Animals are the number one pollinator, mostly flying insects. Other agents of pollination would include birds, bats, rodents, snails and hopping insects. Other types of pollination are wind and water.
- Why are bees inefficient when they are "promiscuous"?
Bees are inefficient when they are promiscuous, or when they pollinate more than one flower species during the same blooming period, because in order to cross-pollinate a flower successfully the pollen of one species must be transferred to the stigma of another flower of the same species. If bees are moving from one flower species to another, pollen transfer will become more inefficient. As a result, fewer seeds will be produced.
- What is the significance of maintaining biodiversity and what are scientists doing to try to save the bees?
Please see the text-dependent questions writing prompt sample answer for details.
Teaching Phase: How will the teacher present the concept or skill to students?
- Begin the lesson by posing a general question to the class: What types of animals do you think pollinate flowers?
- Students are likely to suggest bees, birds and animals in general. Some students may mention bats are pollinators. This would be a good time to check to make sure they understand how pollination works. At this point you could ask them to make a quick sketch of what occurs in pollination. Make sure their illustration shows pollination within one species.
- Next, ask the class the question: What is colony collapse disorder?
- Students might speculate what C.C.D. is and come to the conclusion that it causes a bee colony to die or collapse. It is unlikely that they will know the actual cause of C.C.D. There are thought to be multiple factors involved with C.C.D including viruses, pesticides and the biggest problem, mites. PBS offers a great four-minute video that explains colony collapse disorder and its likely cause: ""
- Next, ask students: On a scale of 1-10, 1 being very little and 10 being a lot, rate the effect of a total bee extinction on humans.
- Students may give a moderate number, most would not think that the effect would be really high. Although they will identify that it will affect humans, they may not realize that many crops are fertilized by bees, and brought to the fields by beekeepers.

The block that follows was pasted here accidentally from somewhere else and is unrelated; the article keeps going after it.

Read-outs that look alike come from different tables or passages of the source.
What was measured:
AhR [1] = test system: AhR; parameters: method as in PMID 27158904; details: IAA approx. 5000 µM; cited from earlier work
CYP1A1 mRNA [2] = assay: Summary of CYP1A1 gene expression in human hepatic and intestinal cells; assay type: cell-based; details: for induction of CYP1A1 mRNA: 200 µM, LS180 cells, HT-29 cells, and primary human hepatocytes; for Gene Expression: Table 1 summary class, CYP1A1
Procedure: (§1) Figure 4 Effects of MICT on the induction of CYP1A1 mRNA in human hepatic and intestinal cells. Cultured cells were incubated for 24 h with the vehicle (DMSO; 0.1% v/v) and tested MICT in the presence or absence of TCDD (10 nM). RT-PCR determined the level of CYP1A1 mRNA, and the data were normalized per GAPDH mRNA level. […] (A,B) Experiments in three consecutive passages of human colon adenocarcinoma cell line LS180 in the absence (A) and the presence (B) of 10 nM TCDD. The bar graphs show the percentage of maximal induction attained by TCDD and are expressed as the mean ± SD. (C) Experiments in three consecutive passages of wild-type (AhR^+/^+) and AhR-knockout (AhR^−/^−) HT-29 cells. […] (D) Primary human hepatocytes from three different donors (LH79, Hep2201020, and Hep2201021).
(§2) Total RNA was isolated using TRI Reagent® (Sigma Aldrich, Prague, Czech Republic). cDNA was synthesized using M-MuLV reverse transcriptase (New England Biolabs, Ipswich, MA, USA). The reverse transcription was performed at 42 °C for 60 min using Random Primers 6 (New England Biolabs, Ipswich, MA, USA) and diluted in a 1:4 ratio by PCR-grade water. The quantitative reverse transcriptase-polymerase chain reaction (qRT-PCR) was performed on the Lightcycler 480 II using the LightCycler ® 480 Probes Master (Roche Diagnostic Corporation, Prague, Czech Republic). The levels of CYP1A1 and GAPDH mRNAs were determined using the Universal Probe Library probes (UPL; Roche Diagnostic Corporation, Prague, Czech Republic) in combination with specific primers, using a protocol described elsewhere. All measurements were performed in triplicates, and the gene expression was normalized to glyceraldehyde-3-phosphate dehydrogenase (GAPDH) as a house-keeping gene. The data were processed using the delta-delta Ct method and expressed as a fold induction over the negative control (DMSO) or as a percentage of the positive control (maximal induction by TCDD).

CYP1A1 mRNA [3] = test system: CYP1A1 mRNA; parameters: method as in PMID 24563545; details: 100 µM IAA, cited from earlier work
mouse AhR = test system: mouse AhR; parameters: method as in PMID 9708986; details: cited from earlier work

- End the discussion by informing students that bee populations are declining at an alarming rate. Inform students that they will be reading an article that addresses the consequences of removing just one bee species from an area.
Guided Practice: What activities or exercises will the students complete with teacher guidance?
- Provide each student with a copy of the article "Bee Faithful? Plant-Pollinator Relationships Compromised when Bee Species Decline." For class discussions that will follow, it might be helpful to have students number each paragraph.
- Provide each student with a note-taking guide.
- Before students begin reading, direct them to pay attention to the text features of the article to help them learn and locate information:
- Title: Bee Faithful? Plant-Pollinator Relationships Compromised when Bee Species Decline.
- Subtitle: Removing even one bumblebee species from an ecosystem affects plant reproduction.
- Captions: Located under the opening photograph.
- Have students fill out the note-taking guide as they read the text, or after the first reading of the text. This can be done individually, in pairs, or in a small group. The teacher should monitor students as they work and provide support and guidance as needed.
Formative Assessment (How will teachers check for student understanding?):
- Teachers can check students' understanding by collecting students' completed note-taking guide, checking their work, providing written feedback, or grading the assignment. Or, teachers can have students share out their responses and the teacher can provide verbal corrective feedback, allowing students to make corrections to their work during the discussion.
- Teachers can use this sample answer key to help them assess students' answers.
Common errors/misconceptions to anticipate and how to respond:
- Plants are not a topic that the majority of students find interesting. Students can often explain pollination, but it doesn't really hit them that pollen is basically plant sperm. Once they realize that, they are better able to explain pollination in detail.